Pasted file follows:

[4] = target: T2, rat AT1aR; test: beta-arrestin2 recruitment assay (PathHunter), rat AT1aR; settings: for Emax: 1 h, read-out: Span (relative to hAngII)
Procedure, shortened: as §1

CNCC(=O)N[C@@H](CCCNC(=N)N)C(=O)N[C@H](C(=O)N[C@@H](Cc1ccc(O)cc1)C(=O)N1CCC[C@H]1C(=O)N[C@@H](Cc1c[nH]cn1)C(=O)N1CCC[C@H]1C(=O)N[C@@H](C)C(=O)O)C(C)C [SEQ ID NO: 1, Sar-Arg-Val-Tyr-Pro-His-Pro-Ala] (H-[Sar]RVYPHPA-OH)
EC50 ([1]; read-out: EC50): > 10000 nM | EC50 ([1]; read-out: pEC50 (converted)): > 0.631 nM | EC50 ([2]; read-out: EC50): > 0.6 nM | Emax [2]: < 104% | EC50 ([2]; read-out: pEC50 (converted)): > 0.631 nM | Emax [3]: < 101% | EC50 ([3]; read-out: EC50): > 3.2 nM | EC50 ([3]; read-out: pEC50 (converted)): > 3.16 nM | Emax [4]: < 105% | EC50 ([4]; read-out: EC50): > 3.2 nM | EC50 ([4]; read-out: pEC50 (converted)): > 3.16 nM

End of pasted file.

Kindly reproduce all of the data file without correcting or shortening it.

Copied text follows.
[4] = target: T2, rat AT1aR; test: beta-arrestin2 recruitment assay (PathHunter), rat AT1aR; settings: for Emax: 1 h, read-out: Span (relative to hAngII)
Procedure, shortened: as §1

CNCC(=O)N[C@@H](CCCNC(=N)N)C(=O)N[C@H](C(=O)N[C@@H](Cc1ccc(O)cc1)C(=O)N1CCC[C@H]1C(=O)N[C@@H](Cc1c[nH]cn1)C(=O)N1CCC[C@H]1C(=O)N[C@@H](C)C(=O)O)C(C)C [SEQ ID NO: 1, Sar-Arg-Val-Tyr-Pro-His-Pro-Ala] (H-[Sar]RVYPHPA-OH)
EC50 ([1]; read-out: EC50): > 10000 nM | EC50 ([1]; read-out: pEC50 (converted)): > 0.631 nM | EC50 ([2]; read-out: EC50): > 0.6 nM | Emax [2]: < 104% | EC50 ([2]; read-out: pEC50 (converted)): > 0.631 nM | Emax [3]: < 101% | EC50 ([3]; read-out: EC50): > 3.2 nM | EC50 ([3]; read-out: pEC50 (converted)): > 3.16 nM | Emax [4]: < 105% | EC50 ([4]; read-out: EC50): > 3.2 nM | EC50 ([4]; read-out: pEC50 (converted)): > 3.16 nM